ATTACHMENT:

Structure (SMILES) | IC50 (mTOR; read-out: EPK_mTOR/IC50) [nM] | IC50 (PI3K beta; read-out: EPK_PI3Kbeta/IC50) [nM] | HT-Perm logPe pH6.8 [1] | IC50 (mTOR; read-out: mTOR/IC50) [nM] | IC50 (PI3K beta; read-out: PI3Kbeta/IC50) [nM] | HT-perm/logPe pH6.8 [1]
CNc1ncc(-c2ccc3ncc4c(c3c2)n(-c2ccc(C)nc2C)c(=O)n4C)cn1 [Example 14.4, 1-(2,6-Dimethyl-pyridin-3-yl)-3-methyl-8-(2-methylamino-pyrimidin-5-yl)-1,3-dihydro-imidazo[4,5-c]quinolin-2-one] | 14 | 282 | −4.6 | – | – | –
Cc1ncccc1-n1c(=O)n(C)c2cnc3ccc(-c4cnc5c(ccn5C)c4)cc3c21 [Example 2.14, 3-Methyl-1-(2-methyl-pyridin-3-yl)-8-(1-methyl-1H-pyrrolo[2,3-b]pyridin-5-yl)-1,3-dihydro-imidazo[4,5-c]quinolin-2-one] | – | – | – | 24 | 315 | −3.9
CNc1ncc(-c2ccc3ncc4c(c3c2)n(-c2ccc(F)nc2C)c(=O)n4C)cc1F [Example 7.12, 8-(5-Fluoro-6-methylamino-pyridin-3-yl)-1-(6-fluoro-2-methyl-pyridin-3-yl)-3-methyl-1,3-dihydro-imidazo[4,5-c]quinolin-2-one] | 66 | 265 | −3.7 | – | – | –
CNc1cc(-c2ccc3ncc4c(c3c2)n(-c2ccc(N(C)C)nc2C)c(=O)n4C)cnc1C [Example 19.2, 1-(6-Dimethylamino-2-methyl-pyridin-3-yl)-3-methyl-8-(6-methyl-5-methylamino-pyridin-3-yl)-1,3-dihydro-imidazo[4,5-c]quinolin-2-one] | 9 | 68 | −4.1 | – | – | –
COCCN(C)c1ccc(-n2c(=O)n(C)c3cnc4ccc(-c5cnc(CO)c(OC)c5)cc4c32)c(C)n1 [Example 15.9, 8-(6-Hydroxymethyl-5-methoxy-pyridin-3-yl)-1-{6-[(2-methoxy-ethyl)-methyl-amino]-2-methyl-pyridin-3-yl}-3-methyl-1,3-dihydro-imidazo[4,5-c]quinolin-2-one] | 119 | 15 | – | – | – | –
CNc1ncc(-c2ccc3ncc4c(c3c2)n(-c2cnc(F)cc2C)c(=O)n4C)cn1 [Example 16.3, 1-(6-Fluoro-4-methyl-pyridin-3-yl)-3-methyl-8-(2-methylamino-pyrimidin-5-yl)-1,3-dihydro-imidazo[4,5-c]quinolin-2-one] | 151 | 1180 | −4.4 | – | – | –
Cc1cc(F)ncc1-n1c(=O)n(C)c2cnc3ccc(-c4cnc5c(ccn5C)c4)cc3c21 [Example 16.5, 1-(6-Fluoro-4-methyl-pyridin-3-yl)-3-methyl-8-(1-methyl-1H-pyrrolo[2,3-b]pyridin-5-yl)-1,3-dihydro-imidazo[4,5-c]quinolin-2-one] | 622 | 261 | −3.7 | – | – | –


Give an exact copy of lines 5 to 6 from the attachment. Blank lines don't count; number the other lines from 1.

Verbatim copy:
CNc1cc(-c2ccc3ncc4c(c3c2)n(-c2ccc(N(C)C)nc2C)c(=O)n4C)cnc1C [Example 19.2, 1-(6-Dimethylamino-2-methyl-pyridin-3-yl)-3-methyl-8-(6-methyl-5-methylamino-pyridin-3-yl)-1,3-dihydro-imidazo[4,5-c]quinolin-2-one] | 9 | 68 | −4.1 | – | – | –
COCCN(C)c1ccc(-n2c(=O)n(C)c3cnc4ccc(-c5cnc(CO)c(OC)c5)cc4c32)c(C)n1 [Example 15.9, 8-(6-Hydroxymethyl-5-methoxy-pyridin-3-yl)-1-{6-[(2-methoxy-ethyl)-methyl-amino]-2-methyl-pyridin-3-yl}-3-methyl-1,3-dihydro-imidazo[4,5-c]quinolin-2-one] | 119 | 15 | – | – | – | –